COVID19: More deaths despite improving data

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Four people died of the coronavirus on Friday, including a 43 year old, despite improving epidemiological data of the last few days, with the number of new cases and hospitalisations at 238 and 133, respectively, almost unchanged from the day before.

The health ministry said in its daily Covid bulletin four men, aged 43 to 85, were the latest victims of the pandemic, raising the September death toll to nine in just three days.

To date, 512 people have died from the virus, of whom 331 were men (64%) and 181 women. The average age dropped slightly to 76.4 years.

August was the worst month on record with 80 deaths. The previous record was shared in January and last December with 76 deaths each.

The health ministry said in its daily Covid bulletin that 133 patients are currently admitted in state hospitals for treatment, of whom 44 are in serious condition.

This is marginally down from 134 and 45, respectively, reported the previous day, as these figures had been improving all week.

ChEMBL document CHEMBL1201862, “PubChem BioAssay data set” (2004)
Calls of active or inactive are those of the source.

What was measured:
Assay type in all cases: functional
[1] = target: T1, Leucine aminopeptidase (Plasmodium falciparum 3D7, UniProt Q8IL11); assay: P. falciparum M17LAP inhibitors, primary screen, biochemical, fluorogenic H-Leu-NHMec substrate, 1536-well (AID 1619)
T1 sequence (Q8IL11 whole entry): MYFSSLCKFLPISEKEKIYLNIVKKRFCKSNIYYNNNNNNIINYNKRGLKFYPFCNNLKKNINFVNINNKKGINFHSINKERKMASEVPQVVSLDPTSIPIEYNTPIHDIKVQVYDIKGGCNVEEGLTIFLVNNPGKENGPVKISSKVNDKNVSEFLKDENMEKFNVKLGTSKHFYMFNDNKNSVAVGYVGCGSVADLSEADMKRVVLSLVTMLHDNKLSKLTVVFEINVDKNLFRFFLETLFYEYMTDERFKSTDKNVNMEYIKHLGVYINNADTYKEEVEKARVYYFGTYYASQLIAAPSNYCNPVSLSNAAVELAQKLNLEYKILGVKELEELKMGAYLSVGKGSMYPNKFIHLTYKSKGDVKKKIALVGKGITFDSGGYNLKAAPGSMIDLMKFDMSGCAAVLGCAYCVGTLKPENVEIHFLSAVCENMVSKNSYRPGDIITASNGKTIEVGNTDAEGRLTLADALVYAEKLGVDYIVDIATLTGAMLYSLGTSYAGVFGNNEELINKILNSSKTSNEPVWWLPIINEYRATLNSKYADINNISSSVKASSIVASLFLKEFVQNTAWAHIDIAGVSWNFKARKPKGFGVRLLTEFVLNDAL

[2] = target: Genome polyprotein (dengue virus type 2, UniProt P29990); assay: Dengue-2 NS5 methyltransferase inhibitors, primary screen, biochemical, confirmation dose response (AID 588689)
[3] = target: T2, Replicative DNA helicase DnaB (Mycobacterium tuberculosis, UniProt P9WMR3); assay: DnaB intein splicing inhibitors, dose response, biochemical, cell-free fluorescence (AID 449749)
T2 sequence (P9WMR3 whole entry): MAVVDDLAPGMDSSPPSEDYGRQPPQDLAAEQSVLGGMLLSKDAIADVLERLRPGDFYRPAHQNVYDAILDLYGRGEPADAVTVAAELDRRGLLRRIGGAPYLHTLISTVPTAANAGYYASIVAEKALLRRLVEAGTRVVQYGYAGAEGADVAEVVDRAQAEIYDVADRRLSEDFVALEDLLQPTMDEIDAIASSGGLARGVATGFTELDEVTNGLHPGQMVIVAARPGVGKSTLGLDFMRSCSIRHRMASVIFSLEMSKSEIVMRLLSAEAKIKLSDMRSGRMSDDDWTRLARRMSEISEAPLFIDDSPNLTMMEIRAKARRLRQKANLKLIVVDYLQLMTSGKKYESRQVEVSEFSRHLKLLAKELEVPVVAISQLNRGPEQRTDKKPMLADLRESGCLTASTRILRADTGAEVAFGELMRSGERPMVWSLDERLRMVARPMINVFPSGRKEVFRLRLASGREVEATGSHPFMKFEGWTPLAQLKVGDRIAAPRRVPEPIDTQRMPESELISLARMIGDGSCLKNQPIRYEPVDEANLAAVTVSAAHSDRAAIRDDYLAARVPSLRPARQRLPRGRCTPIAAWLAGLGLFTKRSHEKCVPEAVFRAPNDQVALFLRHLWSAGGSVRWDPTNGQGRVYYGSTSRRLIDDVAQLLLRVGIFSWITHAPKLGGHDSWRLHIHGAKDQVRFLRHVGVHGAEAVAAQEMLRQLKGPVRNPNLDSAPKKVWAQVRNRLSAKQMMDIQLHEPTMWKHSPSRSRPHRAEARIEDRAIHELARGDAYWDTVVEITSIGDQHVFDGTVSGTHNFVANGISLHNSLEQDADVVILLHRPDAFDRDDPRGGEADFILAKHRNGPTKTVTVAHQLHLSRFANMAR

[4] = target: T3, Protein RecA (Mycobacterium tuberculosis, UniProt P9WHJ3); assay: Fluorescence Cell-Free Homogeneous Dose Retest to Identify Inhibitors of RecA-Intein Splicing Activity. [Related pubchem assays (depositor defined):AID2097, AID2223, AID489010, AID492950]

Meanwhile, 16 patients remain intubated, three less than the previous day, while 82% of hospital patients are unvaccinated.

A further 16 patients are considered post-Covid, having recovered from the virus, but remain intubated and in a serious state.


Infected total revised up

The total number of all SARS-CoV-2 infections since the pandemic started in March last year was revised up by about 2,000 earlier on Friday and rose to 116,326.

Some 59,969 PCR and antigen rapid tests were conducted during the past 24 hours, 7,000 more than the day before.

With an increase in testing and a marginally higher number of 238 new infections, three more than the day before, the benchmark ‘test positivity’ improved and dropped further to 0.40% from the previous day’s 0.45% and below the high-risk threshold of 1%.

Of the new cases, eight passengers tested positive in PCR tests at Larnaca and Paphos airports, and 69 were diagnosed from private initiative and hospital tests.

A further 121 cases were identified from private rapid tests at labs and pharmacies, and 40 were positive from the free national testing programme, available only to those vaccinated or recovered from earlier infections. Of these, 15 were in Nicosia, 8 in Limassol, 6 in Famagusta district, 5 in Larnaca and 4 in Paphos.

Only two of the 693 samples of staff and residents at retirement homes tested negative.

All of the 210 random rapid tests on passengers arriving at both airports were negative, as were 69 samples from tourists sponsored by the hoteliers’ association.